Business organisations require skills to operate them. Governments should be interested in development of private businesses, aiding them through their associations and giving tax rebates, loans and subsidies to keep them alive when necessary. Government has a lot to do with businesses. For example, family businesses are the backbone of the United Kingdom’s economy. They account for more than 88 percent of private companies in Britain and many are recognized globally for their innovation and visionary approach. Family businesses generate more than 50 percent of America’s gross domestic product (GDP) in 2021; in Europe, they provide jobs for more than 60 million people in 2021, and in Germany, where the government goes out of its way to celebrate and encourage family businesses, a whopping 90 percent of all businesses are family owned or run. In Nigeria, most family businesses die with the exit of the founder and visioner. A serious government must be interested in developing family businesses and post-graduate research is necessary to find out why family businesses die prematurely. Infrastructure provision, like roads, industrial estate and electricity, are ways of aiding business growth.
Nigeria takes special interest in the business sector of her economy through legislations, policies-formulation, principles and infrastructure-provision. Organisations like Corporate Affairs Commission (CAC), Federal Ministry of Trade and Industry, Federal Inland Revenue Service, Small and Medium-scale Enterprises Development Agency of Nigeria (SMEDAN), Nigeria Export Promotion Council (NEPC), Nigeria Investment Promotion Council (NIPC), Bank of Industry (BOI), Central Bank of Nigeria (CBN), Infrastructure Bank, commercial banks and various private foundations and initiatives, etc are agents of government, individuals and private organisations dealing with business development in Nigeria. The federal government has established various avenues for establishment of businesses, but has done little to develop the capacity of Nigerians for businesses. African nations have great business opportunities which require skills for their sustenance; in most cases, these skills are missing among Africans!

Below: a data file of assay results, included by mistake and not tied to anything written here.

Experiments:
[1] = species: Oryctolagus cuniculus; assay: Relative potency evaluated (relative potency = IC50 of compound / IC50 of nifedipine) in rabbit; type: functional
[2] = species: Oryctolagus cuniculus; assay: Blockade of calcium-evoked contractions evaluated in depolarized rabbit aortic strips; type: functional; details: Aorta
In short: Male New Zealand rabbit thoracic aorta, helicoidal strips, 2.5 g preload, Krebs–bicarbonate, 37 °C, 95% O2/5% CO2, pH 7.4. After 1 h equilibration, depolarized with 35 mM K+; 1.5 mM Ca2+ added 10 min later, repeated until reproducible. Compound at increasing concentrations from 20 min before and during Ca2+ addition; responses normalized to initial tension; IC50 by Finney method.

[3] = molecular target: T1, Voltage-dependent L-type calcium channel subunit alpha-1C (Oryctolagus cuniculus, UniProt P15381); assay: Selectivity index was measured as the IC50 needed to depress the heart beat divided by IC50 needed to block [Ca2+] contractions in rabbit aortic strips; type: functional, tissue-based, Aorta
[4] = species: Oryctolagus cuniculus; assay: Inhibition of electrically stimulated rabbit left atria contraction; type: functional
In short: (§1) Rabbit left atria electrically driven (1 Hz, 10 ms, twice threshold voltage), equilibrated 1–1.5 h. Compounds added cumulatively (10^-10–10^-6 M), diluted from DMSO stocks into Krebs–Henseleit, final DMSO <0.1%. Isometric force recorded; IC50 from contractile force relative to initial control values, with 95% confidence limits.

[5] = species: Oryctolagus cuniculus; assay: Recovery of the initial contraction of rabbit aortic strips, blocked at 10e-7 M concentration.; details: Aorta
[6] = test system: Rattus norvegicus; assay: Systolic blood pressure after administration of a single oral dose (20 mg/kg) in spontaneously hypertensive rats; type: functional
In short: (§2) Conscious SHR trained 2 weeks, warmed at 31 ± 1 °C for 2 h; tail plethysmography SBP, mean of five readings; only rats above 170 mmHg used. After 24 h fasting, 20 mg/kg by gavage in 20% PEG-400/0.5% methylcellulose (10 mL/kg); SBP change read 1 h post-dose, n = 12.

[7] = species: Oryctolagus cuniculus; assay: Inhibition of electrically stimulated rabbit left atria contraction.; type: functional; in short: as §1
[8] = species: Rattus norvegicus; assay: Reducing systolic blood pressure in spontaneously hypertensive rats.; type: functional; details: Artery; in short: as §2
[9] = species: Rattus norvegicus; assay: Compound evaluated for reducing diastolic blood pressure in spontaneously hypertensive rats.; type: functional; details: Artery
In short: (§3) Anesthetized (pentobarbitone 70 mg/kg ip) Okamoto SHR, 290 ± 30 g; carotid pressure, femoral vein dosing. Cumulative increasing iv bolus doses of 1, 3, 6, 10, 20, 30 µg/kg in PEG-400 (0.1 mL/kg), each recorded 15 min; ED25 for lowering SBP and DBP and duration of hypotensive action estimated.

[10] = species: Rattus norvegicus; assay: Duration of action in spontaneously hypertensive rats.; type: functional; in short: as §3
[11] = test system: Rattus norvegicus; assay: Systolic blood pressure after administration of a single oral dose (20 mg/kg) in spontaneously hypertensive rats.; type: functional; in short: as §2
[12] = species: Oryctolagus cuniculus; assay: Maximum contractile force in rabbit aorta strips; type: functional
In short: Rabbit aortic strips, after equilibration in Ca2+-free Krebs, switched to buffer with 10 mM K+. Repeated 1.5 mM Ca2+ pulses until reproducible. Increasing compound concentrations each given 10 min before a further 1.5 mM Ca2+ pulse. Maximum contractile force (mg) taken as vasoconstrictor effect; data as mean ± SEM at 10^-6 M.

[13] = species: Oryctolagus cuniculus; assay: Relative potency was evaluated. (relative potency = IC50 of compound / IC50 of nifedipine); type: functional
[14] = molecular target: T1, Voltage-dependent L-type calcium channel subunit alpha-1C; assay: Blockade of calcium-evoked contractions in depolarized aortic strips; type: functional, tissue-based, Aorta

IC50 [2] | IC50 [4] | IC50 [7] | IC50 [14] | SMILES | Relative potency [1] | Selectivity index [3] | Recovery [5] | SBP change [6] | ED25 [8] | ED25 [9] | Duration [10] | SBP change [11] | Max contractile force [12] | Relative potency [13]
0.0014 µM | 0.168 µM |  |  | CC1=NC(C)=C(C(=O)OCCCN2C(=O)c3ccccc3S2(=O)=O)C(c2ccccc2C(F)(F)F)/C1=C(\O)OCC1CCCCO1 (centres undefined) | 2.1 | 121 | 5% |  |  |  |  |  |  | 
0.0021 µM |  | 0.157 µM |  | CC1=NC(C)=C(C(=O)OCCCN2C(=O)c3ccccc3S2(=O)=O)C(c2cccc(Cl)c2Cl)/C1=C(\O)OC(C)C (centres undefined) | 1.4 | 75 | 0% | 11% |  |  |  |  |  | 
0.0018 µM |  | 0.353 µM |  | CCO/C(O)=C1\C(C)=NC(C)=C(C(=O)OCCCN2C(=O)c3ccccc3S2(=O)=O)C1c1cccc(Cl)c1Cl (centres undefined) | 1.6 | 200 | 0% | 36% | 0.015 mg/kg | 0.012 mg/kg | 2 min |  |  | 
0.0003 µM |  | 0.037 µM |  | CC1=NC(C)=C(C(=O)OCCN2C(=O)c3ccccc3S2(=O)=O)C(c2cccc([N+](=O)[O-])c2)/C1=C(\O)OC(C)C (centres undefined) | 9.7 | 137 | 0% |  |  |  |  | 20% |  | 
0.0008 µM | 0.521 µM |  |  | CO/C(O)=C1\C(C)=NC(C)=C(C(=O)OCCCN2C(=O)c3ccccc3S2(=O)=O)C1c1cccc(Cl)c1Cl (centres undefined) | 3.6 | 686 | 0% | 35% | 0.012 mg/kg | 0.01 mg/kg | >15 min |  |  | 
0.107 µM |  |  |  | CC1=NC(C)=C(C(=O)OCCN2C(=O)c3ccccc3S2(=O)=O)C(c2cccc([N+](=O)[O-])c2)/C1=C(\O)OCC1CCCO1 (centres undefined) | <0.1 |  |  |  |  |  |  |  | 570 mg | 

The world’s first Master of Business Administration (MBA) programme was established at Harvard Graduate School of Business Administration in 1908, to bridge the gap between the market and business skills. The Birmingham Business School is the United Kingdom’s first school of business. MBA programmes have helped to foster business ideas in the United States of America (USA), United Kingdom (UK), Germany, Australia and the world, at large. Reward cards, transport cards, BOGOF (Buy One, Get One Free), showroom-less sales businesses, dispensing machines, fuel vouchers, budget air-travel by Aer Lingus, etc, are part of what MBA graduates have done. African countries’ Graduate Schools of Business will need to design their MBAs to act as a catalyst for business development. There is a great potential for business development in Africa. Entrepreneur apprenticeship programmes (EAP) and mentoring by successful business men and women are also effective ways of developing business owners, managers and economies of African nations.
Business training provides theoretical and practical training for business and investment management and it has really helped business organisations’ development. Governments ought to have serious programmes for business development as a strategy to develop their economies because without a business system, no nation can survive. With the high youth unemployment rate and balance of trade deficit, the government should design cottage industries and entrepreneurship training as a vehicle to engage the youths in agriculture, reduce the high cost of food in the cities, improve exportation of agricultural produce and generate foreign exchange.